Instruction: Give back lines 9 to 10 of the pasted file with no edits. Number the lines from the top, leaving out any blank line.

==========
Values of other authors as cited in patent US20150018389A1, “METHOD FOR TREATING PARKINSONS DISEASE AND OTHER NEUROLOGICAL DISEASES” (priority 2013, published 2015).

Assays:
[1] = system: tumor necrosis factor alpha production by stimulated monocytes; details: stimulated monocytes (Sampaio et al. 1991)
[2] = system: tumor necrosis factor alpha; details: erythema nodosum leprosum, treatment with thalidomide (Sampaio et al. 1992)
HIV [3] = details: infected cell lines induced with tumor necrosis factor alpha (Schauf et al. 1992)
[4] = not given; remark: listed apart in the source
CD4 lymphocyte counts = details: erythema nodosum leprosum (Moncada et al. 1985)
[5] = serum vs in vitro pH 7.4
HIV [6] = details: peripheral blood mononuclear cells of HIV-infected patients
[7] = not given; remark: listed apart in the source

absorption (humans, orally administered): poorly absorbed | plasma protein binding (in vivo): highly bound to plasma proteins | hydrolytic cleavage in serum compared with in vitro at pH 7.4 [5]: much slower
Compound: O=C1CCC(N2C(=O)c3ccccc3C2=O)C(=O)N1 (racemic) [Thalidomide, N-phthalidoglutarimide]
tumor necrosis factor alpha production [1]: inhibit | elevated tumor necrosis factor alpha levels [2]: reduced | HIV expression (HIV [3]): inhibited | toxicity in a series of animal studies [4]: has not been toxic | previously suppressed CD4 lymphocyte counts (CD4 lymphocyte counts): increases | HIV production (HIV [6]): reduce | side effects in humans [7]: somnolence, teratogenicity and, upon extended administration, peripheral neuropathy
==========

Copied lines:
HIV [6] = details: peripheral blood mononuclear cells of HIV-infected patients
[7] = not given; remark: listed apart in the source